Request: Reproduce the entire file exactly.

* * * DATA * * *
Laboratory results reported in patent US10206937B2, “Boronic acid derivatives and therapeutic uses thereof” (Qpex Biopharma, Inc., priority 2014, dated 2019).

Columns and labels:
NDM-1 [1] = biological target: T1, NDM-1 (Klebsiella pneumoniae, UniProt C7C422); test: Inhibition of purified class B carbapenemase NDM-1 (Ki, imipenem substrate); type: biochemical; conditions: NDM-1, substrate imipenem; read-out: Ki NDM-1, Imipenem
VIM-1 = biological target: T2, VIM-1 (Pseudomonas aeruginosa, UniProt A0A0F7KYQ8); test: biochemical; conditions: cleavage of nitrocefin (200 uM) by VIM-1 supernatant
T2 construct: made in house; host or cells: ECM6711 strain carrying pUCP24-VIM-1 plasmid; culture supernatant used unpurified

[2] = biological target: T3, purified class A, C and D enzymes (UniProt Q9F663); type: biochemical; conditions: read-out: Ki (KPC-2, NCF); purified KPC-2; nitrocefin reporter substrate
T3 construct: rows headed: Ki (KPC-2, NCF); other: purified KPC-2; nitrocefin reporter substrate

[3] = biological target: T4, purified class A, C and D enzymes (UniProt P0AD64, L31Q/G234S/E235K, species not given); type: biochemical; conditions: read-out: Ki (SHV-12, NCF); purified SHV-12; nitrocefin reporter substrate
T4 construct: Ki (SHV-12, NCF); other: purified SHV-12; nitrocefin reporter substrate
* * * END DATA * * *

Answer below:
Laboratory results reported in patent US10206937B2, “Boronic acid derivatives and therapeutic uses thereof” (Qpex Biopharma, Inc., priority 2014, dated 2019).

Columns and labels:
NDM-1 [1] = biological target: T1, NDM-1 (Klebsiella pneumoniae, UniProt C7C422); test: Inhibition of purified class B carbapenemase NDM-1 (Ki, imipenem substrate); type: biochemical; conditions: NDM-1, substrate imipenem; read-out: Ki NDM-1, Imipenem
VIM-1 = biological target: T2, VIM-1 (Pseudomonas aeruginosa, UniProt A0A0F7KYQ8); test: biochemical; conditions: cleavage of nitrocefin (200 uM) by VIM-1 supernatant
T2 construct: made in house; host or cells: ECM6711 strain carrying pUCP24-VIM-1 plasmid; culture supernatant used unpurified

[2] = biological target: T3, purified class A, C and D enzymes (UniProt Q9F663); type: biochemical; conditions: read-out: Ki (KPC-2, NCF); purified KPC-2; nitrocefin reporter substrate
T3 construct: rows headed: Ki (KPC-2, NCF); other: purified KPC-2; nitrocefin reporter substrate

[3] = biological target: T4, purified class A, C and D enzymes (UniProt P0AD64, L31Q/G234S/E235K, species not given); type: biochemical; conditions: read-out: Ki (SHV-12, NCF); purified SHV-12; nitrocefin reporter substrate
T4 construct: Ki (SHV-12, NCF); other: purified SHV-12; nitrocefin reporter substrate